The Surprising Comfort Of Celibacy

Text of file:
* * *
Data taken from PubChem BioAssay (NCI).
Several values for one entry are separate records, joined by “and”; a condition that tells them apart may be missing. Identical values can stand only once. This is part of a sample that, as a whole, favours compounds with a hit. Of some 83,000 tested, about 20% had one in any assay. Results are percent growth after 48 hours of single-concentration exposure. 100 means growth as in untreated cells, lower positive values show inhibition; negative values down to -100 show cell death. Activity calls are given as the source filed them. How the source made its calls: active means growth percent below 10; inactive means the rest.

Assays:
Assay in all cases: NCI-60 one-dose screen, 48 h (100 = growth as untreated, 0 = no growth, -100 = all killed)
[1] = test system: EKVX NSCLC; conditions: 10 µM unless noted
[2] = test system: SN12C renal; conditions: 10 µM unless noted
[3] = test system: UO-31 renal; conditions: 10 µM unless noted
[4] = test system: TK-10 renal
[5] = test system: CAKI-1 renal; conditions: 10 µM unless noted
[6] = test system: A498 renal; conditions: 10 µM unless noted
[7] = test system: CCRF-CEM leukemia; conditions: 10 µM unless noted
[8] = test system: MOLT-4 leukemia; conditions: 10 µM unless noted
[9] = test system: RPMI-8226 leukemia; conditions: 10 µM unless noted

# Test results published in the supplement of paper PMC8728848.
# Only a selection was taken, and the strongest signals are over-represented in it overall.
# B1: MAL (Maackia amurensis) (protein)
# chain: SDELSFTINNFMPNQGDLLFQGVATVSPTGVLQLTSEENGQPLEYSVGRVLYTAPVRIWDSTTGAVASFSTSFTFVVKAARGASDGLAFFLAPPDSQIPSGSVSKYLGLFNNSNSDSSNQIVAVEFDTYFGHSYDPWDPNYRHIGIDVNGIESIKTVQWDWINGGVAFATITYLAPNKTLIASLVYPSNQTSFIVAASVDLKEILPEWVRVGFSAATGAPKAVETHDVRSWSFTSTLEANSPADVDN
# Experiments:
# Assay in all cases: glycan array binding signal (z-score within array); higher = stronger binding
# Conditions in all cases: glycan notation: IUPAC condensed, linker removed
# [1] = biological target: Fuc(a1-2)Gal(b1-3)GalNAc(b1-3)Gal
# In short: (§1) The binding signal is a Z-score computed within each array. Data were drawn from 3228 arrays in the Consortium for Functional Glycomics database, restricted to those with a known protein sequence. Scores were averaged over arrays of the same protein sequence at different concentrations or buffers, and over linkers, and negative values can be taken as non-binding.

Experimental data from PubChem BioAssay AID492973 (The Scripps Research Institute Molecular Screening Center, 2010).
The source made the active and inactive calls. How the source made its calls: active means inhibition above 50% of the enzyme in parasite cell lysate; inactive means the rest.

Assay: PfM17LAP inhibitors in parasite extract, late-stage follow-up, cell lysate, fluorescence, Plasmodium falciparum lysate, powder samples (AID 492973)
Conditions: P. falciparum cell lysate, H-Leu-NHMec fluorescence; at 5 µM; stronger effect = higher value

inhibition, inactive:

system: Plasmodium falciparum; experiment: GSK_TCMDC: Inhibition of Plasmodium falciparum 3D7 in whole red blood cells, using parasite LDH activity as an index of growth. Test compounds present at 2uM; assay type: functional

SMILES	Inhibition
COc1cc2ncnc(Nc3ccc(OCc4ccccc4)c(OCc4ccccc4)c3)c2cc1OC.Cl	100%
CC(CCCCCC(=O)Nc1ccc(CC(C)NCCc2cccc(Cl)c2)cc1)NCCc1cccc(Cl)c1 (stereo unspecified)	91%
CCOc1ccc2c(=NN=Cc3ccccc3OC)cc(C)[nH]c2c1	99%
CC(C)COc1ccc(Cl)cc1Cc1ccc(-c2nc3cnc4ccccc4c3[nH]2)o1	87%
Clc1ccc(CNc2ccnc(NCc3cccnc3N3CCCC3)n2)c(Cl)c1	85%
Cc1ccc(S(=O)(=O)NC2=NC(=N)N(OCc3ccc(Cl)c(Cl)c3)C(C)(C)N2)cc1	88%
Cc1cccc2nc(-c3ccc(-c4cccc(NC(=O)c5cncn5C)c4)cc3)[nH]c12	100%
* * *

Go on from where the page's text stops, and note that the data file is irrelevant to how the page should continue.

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If I live to be 100 years old, the one thing I will remember about the Supreme Court’s decision on gay marriage is their assumption that gays were “condemned to live in loneliness” without marriage. But the more I’ve thought about it, the more I’ve come to realize that they were just expressing what most Americans already felt and what most churches already taught – that a family and comfortable sex lives were required to enter adulthood in America. I’ve written for years about the church’s idolatrous worship of sex, but never thought I see the day when the U.S. Supreme Court would declare marriage a constitutional right. But this didn’t happen overnight. So what was it that made Justice Kennedy believe that gay people were “condemned to live in loneliness?” The church. Not just the Catholics and Protestants, but all of them. Where do people get married? The church. What institution has traditionally set the standards for sexual ethics? The church. I believe Kennedy was calling out churches as hypocrites because the sexual ethics that they preached didn’t match the sexual ethics that they practiced. He packed a lot of punch into that one word, “condemned.” I can hear him asking churches, “Who are you to condemn those who can’t get married when you can’t remain faithful in your own marriages?” “Who are you to talk about marriage when half of your congregations will get divorced?” With “condemned,” he was also taking a stab at church weddings and the false separation of church and state that has existed in this country since its founding. Indeed, here we have a case where the church is not condemning the state. Rather, the state is condemning the church. So this contrived separation may get even wider. What condemned gay people to live in loneliness? Are we so naive as to believe that they didn’t have sexual relationships because they didn’t have marriage licenses and the blessings of church weddings? No. What condemned them was the church’s idolatrous worship of heterosexual marriages and families. What condemned them was the absence of any other alternative besides family life. What condemned them was the church’s narrow mindedness and inability to see reality beyond their own stained glass windows and rose colored glasses. What condemned them was their own pride, greed, and unwillingness to talk about such matters in their churches. So I think Justice Kennedy was also saying to the church, “You made some false assumptions. So I’ll make some false assumptions.” For instance, the church has also seen single adults as adolescents until they married. So, the Supreme Court lumped them in with gays too. Why not? They never had an identity to begin with. It was like Kennedy was giving the faithful a taste of their own medicine. He took the church’s own traditions and unwritten rules, twisted them around a bit, and threw them right back at the pulpits.